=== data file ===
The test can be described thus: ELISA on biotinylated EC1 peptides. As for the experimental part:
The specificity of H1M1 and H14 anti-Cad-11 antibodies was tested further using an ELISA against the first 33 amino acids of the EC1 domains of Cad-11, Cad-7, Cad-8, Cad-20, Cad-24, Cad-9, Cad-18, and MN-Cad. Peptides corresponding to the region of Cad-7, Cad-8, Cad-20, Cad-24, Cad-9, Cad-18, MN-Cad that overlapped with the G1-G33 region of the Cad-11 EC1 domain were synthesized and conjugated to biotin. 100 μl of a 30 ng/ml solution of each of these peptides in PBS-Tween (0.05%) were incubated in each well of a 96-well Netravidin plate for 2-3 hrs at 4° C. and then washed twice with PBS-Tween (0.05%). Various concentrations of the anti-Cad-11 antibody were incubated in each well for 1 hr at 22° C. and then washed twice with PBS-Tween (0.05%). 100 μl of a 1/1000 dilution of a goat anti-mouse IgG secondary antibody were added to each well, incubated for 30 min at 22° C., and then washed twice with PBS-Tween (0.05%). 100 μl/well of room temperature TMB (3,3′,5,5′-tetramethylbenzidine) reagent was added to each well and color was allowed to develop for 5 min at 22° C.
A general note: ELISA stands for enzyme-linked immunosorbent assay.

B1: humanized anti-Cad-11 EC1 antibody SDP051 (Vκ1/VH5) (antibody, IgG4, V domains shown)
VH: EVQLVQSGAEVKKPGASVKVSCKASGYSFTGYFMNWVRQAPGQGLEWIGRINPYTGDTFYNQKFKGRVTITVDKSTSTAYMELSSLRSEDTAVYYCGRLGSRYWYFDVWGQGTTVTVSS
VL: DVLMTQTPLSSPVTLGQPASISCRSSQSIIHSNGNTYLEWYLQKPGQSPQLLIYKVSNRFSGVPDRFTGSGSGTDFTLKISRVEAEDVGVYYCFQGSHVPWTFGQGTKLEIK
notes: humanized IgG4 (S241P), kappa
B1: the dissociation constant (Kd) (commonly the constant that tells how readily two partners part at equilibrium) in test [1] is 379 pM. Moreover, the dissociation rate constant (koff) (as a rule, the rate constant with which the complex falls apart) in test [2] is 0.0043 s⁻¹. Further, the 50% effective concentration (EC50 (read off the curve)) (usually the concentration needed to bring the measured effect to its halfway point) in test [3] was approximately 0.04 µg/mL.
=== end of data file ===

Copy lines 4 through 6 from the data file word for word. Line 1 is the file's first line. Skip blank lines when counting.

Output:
B1: humanized anti-Cad-11 EC1 antibody SDP051 (Vκ1/VH5) (antibody, IgG4, V domains shown)
VH: EVQLVQSGAEVKKPGASVKVSCKASGYSFTGYFMNWVRQAPGQGLEWIGRINPYTGDTFYNQKFKGRVTITVDKSTSTAYMELSSLRSEDTAVYYCGRLGSRYWYFDVWGQGTTVTVSS
VL: DVLMTQTPLSSPVTLGQPASISCRSSQSIIHSNGNTYLEWYLQKPGQSPQLLIYKVSNRFSGVPDRFTGSGSGTDFTLKISRVEAEDVGVYYCFQGSHVPWTFGQGTKLEIK